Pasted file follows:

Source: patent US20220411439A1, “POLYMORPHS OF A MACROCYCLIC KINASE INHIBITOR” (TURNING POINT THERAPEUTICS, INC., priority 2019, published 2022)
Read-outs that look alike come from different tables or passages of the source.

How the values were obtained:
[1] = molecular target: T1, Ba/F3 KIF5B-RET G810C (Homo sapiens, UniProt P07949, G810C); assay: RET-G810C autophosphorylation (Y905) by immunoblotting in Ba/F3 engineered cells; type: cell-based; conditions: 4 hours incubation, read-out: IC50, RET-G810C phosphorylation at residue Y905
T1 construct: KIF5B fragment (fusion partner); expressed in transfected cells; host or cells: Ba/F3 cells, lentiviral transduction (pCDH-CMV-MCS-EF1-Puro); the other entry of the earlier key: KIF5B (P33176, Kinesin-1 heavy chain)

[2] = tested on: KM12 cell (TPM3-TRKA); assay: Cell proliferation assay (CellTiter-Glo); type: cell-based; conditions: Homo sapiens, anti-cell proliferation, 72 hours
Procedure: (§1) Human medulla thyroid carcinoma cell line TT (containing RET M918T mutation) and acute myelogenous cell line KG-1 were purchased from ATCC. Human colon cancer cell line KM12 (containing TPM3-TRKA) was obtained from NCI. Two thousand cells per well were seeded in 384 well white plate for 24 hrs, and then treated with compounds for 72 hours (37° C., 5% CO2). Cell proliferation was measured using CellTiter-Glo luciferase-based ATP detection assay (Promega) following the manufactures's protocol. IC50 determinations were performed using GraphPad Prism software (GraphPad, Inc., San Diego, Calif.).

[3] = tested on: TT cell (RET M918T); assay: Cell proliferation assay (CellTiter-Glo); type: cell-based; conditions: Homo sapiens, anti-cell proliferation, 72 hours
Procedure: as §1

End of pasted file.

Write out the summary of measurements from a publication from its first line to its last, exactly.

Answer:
Source: patent US20220411439A1, “POLYMORPHS OF A MACROCYCLIC KINASE INHIBITOR” (TURNING POINT THERAPEUTICS, INC., priority 2019, published 2022)
Read-outs that look alike come from different tables or passages of the source.

How the values were obtained:
[1] = molecular target: T1, Ba/F3 KIF5B-RET G810C (Homo sapiens, UniProt P07949, G810C); assay: RET-G810C autophosphorylation (Y905) by immunoblotting in Ba/F3 engineered cells; type: cell-based; conditions: 4 hours incubation, read-out: IC50, RET-G810C phosphorylation at residue Y905
T1 construct: KIF5B fragment (fusion partner); expressed in transfected cells; host or cells: Ba/F3 cells, lentiviral transduction (pCDH-CMV-MCS-EF1-Puro); the other entry of the earlier key: KIF5B (P33176, Kinesin-1 heavy chain)

[2] = tested on: KM12 cell (TPM3-TRKA); assay: Cell proliferation assay (CellTiter-Glo); type: cell-based; conditions: Homo sapiens, anti-cell proliferation, 72 hours
Procedure: (§1) Human medulla thyroid carcinoma cell line TT (containing RET M918T mutation) and acute myelogenous cell line KG-1 were purchased from ATCC. Human colon cancer cell line KM12 (containing TPM3-TRKA) was obtained from NCI. Two thousand cells per well were seeded in 384 well white plate for 24 hrs, and then treated with compounds for 72 hours (37° C., 5% CO2). Cell proliferation was measured using CellTiter-Glo luciferase-based ATP detection assay (Promega) following the manufactures's protocol. IC50 determinations were performed using GraphPad Prism software (GraphPad, Inc., San Diego, Calif.).

[3] = tested on: TT cell (RET M918T); assay: Cell proliferation assay (CellTiter-Glo); type: cell-based; conditions: Homo sapiens, anti-cell proliferation, 72 hours
Procedure: as §1